A replacement for the ageing electronics of loss monitors at HIPA is under development. We discuss requirements, concepts and first tests of a prototype.  
MOPP025 Enhancements to the SNS* Differential Current Monitor to Minimize Errant Beam -1
  • W. Blokland
    ORNL, Oak Ridge, Tennessee, USA
  • C.C. Peters, T.B. Southern
    ORNL RAD, Oak Ridge, Tennessee, USA
  Funding: This manuscript has been authored by UT-Battelle, LLC, under Contract No. DE-AC05-00OR22725 with the U.S. Department of Energy.
The existing Differential Beam Current Monitor (DBCM) has been modified to not only compare beam current waveforms between upstream and downstream locations, but also to compare the previous beam current waveform with the incoming beam current waveform. When there is an unintended change in the beam current, the DBCM now aborts the beam to prevent beam loss on the next pulse. This addition has proved to be crucial to allow beam during specific front-end problems. All data is saved when an abort is issued for post-mortem analy-sis. This paper describes the additions to the implementa-tion, our operational experience, and future plans for the differential beam current monitor.
MOPP026 A Longitudinal Kicker Cavity for the BESSY II Booster -1
  • T. Atkinson, M. Dirsat, A.N. Matveenko, A. Schälicke, B. Schriefer, Y. Tamashevich
    HZB, Berlin, Germany
  • T. Flisgen
    FBH, Berlin, Germany
  As part of the global refurbishment of the injector systems at BESSY II, a new longitudinal kicker cavity and suitable feedback will be installed in the booster. Both a flexible bunch charge and spacing is essential for efficient injection. Such a cavity is needed to mitigate the unwanted couple bunch instabilities associated with these elaborate filling patterns and the HOMs of additional accelerating structures. This paper covers the conceptual design, simulation strategy, manufacture and bench tests of the longitudinal kicker cavity before it is installed in the ring.  
poster icon Poster MOPP026 [4.756 MB]  
MOPP027 First Beam-based Test of Fast Closed Orbit Feedback System at GSI SIS18 -1
  • R. Singh, A. Doring, P. Forck, K. Lang, S.H. Mirzapresenter, D. Rodomonti, D. Schupp, M. Schwickert, H. Welker
    GSI, Darmstadt, Germany
  • A. Bardorfer
    I-Tech, Solkan, Slovenia
  Funding: European Unions Horizon 2020 Research and Innovation programme under Grant Agreement No. 730871 (ARIES). German Academic Exchange Service under Personal Reference No. 91605207.
The SIS18 synchrotron of GSI will be used as a booster ring for the SIS100 synchrotron built in the scope of the FAIR project. In order to preserve the beam quality during the whole acceleration ramp, a new closed orbit feedback (COFB) system is implemented at the SIS18 which operates with the existing BPMs and steerer magnets. The system aims for a bandwidth of several 100 Hz and robustness against the variation of the response matrix and the beam rigidity during the ramp. The architecture of the system and the results of the first beam-based test of the COFB hardware are presented. As a first step, the orbit correction is performed over the entire ramp using the response matrix corresponding to injection energy only taking the beam rigidity into account. Experimental observations of the bandwidth limitations arising from the temporal delay of the steerer power supplies and the spatial model variation during the ramp are compared with simulations. It is found that the temporal and the spatial model mismatch have similar effect on the achievable bandwidth of the COFB.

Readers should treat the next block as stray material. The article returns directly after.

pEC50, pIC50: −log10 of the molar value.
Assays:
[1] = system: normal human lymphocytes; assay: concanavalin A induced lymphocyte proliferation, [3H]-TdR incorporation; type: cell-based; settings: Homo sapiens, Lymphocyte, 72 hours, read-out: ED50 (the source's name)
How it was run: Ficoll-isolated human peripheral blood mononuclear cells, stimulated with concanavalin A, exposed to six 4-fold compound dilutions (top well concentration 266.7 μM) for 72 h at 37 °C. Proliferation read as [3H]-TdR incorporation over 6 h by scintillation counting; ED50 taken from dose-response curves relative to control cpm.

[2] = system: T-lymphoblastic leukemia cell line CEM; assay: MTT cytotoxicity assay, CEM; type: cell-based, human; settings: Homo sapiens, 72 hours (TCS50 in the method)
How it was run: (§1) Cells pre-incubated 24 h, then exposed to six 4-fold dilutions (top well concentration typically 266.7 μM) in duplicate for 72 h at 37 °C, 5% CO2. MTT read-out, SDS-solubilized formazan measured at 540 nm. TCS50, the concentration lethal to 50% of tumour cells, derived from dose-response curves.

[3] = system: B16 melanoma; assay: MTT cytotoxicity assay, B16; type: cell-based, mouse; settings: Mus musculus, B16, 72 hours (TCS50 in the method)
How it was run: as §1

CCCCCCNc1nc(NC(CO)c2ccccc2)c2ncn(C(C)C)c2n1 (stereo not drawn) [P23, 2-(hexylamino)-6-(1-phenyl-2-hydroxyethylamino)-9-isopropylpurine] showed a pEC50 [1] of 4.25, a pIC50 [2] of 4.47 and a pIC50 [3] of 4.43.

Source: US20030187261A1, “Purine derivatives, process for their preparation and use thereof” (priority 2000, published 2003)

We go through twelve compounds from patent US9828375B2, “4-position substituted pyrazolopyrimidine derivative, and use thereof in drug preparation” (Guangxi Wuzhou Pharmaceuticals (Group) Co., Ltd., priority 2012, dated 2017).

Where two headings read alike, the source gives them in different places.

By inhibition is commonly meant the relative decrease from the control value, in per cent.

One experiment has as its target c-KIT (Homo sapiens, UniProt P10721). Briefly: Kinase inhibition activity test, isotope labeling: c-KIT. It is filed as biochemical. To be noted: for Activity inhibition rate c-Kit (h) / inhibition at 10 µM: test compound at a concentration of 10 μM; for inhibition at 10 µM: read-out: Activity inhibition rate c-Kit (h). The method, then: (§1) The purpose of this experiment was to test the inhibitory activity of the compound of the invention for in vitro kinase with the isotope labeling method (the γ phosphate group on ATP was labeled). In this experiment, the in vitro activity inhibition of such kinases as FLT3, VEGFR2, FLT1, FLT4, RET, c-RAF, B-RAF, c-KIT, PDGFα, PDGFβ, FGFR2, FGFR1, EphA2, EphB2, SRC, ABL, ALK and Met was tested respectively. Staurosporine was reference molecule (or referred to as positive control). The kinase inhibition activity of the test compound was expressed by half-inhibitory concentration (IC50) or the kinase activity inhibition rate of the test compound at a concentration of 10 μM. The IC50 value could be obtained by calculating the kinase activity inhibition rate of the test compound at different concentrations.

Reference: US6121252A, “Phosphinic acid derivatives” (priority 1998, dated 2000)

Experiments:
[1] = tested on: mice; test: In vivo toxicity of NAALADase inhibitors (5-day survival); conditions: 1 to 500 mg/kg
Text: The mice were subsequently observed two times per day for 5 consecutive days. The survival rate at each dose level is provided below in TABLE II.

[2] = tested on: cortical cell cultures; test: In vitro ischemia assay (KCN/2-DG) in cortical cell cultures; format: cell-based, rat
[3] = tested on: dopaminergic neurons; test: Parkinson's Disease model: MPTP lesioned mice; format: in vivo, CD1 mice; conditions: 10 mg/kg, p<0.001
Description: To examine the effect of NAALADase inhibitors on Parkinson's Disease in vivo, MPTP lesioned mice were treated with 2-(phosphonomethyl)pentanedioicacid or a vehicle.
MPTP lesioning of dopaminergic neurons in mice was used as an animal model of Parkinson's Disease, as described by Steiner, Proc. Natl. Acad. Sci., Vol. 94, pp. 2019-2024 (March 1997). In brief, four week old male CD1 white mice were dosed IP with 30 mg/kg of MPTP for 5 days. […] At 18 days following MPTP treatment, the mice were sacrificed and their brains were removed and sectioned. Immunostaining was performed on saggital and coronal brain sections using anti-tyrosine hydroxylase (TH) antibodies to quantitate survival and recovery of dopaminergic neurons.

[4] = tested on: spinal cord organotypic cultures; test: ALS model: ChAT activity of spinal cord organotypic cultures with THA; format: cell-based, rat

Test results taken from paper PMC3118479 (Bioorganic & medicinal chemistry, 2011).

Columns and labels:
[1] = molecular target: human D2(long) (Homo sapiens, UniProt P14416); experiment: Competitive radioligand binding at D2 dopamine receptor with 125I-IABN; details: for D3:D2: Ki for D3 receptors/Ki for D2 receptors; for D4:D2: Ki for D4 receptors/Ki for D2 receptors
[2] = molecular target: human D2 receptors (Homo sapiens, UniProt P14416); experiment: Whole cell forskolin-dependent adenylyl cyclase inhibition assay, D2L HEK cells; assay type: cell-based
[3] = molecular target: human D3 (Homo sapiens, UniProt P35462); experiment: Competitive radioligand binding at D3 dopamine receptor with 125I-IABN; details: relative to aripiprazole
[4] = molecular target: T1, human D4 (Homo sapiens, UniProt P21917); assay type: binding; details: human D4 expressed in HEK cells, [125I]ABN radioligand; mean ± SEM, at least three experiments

MOPP028 Longitudinal Bunch-by-Bunch Feedback Systems for SuperKEKB LER -1
  • M. Tobiyama, J.W. Flanagan, T. Kobayashi, S. Terui
    KEK, Ibaraki, Japan
  • J.D. Fox
    Stanford University, Stanford, California, USA
  Longitudinal bunch-by-bunch feedback systems to suppress coupled bunch instabilities with minimum bunch spacing of 2 ns have been constructed in SuperKEKB LER. Through the grow-damp and excite-damp experiments with several filling patterns and the transient-domain analysis of unstable modes, the behaviors of possible impedance sources have been evaluated. The measured performance of the system, together with the performance of the related systems such as slow phase feedback to the reference RF clock are reported.  
poster icon Poster MOPP028 [0.519 MB]  
MOPP030 Preliminary Test of XBPM Local Feedback in TPS -1
  • P.C. Chiu, J.-Y. Chuangpresenter, K.T. Hsu, K.H. Hu, C.H. Huang
    NSRRC, Hsinchu, Taiwan
  TPS is 3-GeV synchrotron light source which have opened for public users since September 2016 and now offers 400 mA top-up mode operation. The requirements of the long term orbit stability have been gradually more and more stringent. The report investigates the long-term orbit stability improved by applying local XBPM feedback.  
MOPP031 Optimisation of the ISIS Proton Synchrotron Experimental Damping System -1
  • A. Pertica, D.W. Posthuma de Boer, R.E. Williamson